Are All the Good Ideas Taken?
Courtney Lynch, September 14, 2020
I (Angie) don’t remember everything about 1984, but I do remember this: it was the year the songs “Jump” by the Pointer Sisters and “Jump” by Van Halen were released. I remember marveling at all the different song names up until that point – there were so many! I now assumed that all the song names were taken up and we’d have to recycle through the titles going forward. I failed to consider that maybe, just maybe, the “Jump” naming was merely coincidental and that new artists would break through and innovate music and song titles in ways I just couldn’t imagine.
This wasn’t going to be the first time in my life that I failed to consider possibilities. I know I’m not alone.
We, as humans, can be cursed with limited imaginations. When it comes to our future, sometimes we just don’t imagine all the possibilities and choices that can emerge. We think life will present us with very binary decisions – we can choose Choice A, or Choice B. There are times when we fail to consider other letters in the alphabet.
Here’s the problem: this type of thinking can really box us in and limit the greatest asset we have in our careers – our mind. And because our thoughts become beliefs that become behaviors, we unintentionally might be limiting our potential if we don’t push our thinking.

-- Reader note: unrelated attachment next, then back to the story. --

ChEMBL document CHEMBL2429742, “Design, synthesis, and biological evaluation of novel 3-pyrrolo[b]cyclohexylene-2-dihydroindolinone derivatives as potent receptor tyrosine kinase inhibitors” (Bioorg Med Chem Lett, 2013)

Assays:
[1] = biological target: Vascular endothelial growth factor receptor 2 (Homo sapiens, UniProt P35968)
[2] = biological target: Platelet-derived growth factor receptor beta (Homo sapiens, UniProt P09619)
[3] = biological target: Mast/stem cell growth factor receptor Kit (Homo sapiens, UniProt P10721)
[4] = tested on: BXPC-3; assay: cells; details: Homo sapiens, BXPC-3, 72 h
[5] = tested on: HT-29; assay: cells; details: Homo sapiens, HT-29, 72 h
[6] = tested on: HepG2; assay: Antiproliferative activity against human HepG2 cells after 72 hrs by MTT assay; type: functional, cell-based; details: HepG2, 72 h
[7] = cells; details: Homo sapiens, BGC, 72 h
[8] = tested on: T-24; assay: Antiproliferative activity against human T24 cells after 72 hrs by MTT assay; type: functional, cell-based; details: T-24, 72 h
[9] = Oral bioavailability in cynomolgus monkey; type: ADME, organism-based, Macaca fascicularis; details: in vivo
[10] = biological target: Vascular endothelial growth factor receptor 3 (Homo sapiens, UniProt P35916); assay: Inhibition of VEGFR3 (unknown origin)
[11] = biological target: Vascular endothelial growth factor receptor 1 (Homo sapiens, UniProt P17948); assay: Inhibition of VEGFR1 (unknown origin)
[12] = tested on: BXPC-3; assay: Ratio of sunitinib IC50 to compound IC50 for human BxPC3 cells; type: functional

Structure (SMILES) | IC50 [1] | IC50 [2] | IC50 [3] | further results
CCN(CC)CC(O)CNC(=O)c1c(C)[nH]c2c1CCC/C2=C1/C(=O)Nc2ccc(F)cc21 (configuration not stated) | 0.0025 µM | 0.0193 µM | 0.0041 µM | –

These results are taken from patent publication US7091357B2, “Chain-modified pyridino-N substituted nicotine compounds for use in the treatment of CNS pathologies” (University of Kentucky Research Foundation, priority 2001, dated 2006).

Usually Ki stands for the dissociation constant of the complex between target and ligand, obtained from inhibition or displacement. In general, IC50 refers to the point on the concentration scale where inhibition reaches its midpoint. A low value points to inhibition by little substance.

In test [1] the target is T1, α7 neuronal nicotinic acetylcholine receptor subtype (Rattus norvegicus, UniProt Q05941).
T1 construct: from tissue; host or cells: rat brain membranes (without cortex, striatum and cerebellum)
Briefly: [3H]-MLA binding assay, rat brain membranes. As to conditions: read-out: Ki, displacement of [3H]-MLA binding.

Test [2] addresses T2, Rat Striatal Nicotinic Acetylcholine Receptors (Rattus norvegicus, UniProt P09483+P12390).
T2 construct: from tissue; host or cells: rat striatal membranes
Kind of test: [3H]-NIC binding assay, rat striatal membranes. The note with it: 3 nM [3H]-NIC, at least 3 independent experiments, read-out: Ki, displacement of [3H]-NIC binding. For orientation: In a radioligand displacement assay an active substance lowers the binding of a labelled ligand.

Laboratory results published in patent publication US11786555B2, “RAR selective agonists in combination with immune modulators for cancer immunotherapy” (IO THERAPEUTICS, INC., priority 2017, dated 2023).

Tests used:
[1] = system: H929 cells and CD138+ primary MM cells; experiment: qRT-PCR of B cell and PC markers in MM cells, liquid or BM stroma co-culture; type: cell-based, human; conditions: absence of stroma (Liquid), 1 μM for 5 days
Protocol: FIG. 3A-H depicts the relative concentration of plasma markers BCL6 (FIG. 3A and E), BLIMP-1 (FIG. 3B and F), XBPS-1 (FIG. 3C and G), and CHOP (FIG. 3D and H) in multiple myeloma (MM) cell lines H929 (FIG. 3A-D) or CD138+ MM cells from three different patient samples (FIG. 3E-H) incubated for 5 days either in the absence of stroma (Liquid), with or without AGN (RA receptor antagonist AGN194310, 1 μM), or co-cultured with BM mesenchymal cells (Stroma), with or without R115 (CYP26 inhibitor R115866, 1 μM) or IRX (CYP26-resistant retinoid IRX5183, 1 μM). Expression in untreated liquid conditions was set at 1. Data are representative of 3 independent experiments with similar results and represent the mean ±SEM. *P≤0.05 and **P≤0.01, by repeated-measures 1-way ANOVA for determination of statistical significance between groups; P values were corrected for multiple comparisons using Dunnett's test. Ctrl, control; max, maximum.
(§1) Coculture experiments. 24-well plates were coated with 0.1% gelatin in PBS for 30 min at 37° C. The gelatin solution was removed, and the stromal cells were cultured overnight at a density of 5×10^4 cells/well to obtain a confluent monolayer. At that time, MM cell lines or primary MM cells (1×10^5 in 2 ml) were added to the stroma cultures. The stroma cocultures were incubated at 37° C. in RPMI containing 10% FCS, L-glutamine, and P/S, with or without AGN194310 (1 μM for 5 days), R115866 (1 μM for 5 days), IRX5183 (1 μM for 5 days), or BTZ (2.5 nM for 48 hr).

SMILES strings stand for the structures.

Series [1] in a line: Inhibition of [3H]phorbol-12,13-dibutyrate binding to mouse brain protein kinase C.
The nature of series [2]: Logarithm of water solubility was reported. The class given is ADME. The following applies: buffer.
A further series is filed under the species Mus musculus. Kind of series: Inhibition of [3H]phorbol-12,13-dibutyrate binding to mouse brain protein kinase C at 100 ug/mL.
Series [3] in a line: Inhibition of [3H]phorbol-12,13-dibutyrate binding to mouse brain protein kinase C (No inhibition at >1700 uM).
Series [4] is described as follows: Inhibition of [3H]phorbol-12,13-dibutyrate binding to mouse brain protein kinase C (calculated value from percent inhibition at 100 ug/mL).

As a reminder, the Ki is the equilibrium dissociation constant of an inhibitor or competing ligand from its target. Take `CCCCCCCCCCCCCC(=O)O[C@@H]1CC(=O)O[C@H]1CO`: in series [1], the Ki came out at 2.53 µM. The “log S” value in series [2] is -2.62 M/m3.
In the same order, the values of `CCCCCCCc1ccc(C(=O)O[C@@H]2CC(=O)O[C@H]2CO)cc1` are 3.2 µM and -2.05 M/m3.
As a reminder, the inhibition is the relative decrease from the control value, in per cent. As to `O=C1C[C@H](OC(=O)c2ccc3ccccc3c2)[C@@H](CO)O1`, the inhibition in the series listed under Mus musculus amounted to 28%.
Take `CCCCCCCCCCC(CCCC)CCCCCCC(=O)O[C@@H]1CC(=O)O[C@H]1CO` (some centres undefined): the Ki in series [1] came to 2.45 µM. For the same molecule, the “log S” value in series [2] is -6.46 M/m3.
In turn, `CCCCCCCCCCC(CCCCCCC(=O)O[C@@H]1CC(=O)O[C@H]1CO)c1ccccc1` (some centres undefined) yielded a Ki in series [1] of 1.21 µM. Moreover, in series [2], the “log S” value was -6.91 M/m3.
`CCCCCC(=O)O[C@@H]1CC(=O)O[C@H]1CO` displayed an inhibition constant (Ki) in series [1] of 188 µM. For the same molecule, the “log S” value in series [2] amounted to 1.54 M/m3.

Right now is a great opportunity to exercise your mind by demonstrating creative thinking to your current and most obvious challenges – personally and professionally. Here are some ideas:
- Challenge Your Instincts. When you land quickly on two different courses of action, challenge yourself by asking, “Hey, self, is that all that you’ve got?” Sometimes that little nudge will get you thinking of more solutions to your challenges; sometimes the less obvious solutions end up being the better ones to take.
- Ask Better Questions. Other people can spark our creative thinking … that is only if we let them. In routine meetings, when people share their ideas that you might dismiss or not find relevant, force yourself to ask these individuals, “Tell me more of why you think this” or “Help me see what you’re seeing.” Their thought process might positively influence your own.
- Listen to Different Podcasts/Read Different Books. I know we all get pretty comfortable with our media selections; there’s something warm about a familiar podcaster’s voice and there’s something comfortable with a current genre of books. Comfort doesn’t always lead to creativity. Our challenge to you is to try to find 1-2 pieces of different media each week you can consume for 10+ minutes at a time. This is an easy way to get either inspired or informed by different sources, which helps broaden your thinking.
We’re all on a journey to be better leaders. We encourage you to get in your mind a bit this week and explore a little on where your thinking serves you… and where you could benefit from a little self-confrontation.
We’re with you,
Angie and Courtney